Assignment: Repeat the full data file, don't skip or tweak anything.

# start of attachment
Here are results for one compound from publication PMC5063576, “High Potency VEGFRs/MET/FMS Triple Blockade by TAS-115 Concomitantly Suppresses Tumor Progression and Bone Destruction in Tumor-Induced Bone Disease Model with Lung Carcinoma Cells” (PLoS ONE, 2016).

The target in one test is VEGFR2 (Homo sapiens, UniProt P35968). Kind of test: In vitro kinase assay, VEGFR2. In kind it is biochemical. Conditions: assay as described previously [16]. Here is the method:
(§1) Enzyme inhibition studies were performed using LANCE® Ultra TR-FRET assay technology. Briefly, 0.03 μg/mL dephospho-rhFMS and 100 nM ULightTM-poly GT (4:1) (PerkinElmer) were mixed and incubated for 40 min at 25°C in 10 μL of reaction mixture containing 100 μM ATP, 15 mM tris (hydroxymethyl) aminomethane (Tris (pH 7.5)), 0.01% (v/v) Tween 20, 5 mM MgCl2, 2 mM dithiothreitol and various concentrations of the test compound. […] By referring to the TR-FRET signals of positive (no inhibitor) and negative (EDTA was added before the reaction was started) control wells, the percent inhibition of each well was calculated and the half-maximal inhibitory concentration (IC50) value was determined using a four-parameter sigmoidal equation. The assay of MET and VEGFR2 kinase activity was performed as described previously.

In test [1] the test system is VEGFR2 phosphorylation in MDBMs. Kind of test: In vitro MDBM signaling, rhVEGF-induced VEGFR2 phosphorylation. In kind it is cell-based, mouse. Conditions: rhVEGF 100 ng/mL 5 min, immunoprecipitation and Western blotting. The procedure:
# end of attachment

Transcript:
Here are results for one compound from publication PMC5063576, “High Potency VEGFRs/MET/FMS Triple Blockade by TAS-115 Concomitantly Suppresses Tumor Progression and Bone Destruction in Tumor-Induced Bone Disease Model with Lung Carcinoma Cells” (PLoS ONE, 2016).

The target in one test is VEGFR2 (Homo sapiens, UniProt P35968). Kind of test: In vitro kinase assay, VEGFR2. In kind it is biochemical. Conditions: assay as described previously [16]. Here is the method:
(§1) Enzyme inhibition studies were performed using LANCE® Ultra TR-FRET assay technology. Briefly, 0.03 μg/mL dephospho-rhFMS and 100 nM ULightTM-poly GT (4:1) (PerkinElmer) were mixed and incubated for 40 min at 25°C in 10 μL of reaction mixture containing 100 μM ATP, 15 mM tris (hydroxymethyl) aminomethane (Tris (pH 7.5)), 0.01% (v/v) Tween 20, 5 mM MgCl2, 2 mM dithiothreitol and various concentrations of the test compound. […] By referring to the TR-FRET signals of positive (no inhibitor) and negative (EDTA was added before the reaction was started) control wells, the percent inhibition of each well was calculated and the half-maximal inhibitory concentration (IC50) value was determined using a four-parameter sigmoidal equation. The assay of MET and VEGFR2 kinase activity was performed as described previously.

In test [1] the test system is VEGFR2 phosphorylation in MDBMs. Kind of test: In vitro MDBM signaling, rhVEGF-induced VEGFR2 phosphorylation. In kind it is cell-based, mouse. Conditions: rhVEGF 100 ng/mL 5 min, immunoprecipitation and Western blotting. The procedure: